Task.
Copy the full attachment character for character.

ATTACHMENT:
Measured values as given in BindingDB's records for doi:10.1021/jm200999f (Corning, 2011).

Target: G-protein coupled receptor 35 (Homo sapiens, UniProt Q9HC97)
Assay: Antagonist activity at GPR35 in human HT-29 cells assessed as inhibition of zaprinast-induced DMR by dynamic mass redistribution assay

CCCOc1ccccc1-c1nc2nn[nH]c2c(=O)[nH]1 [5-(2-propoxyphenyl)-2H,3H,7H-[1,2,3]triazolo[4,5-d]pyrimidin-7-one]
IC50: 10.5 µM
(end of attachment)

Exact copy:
Measured values as given in BindingDB's records for doi:10.1021/jm200999f (Corning, 2011).

Target: G-protein coupled receptor 35 (Homo sapiens, UniProt Q9HC97)
Assay: Antagonist activity at GPR35 in human HT-29 cells assessed as inhibition of zaprinast-induced DMR by dynamic mass redistribution assay

CCCOc1ccccc1-c1nc2nn[nH]c2c(=O)[nH]1 [5-(2-propoxyphenyl)-2H,3H,7H-[1,2,3]triazolo[4,5-d]pyrimidin-7-one]
IC50: 10.5 µM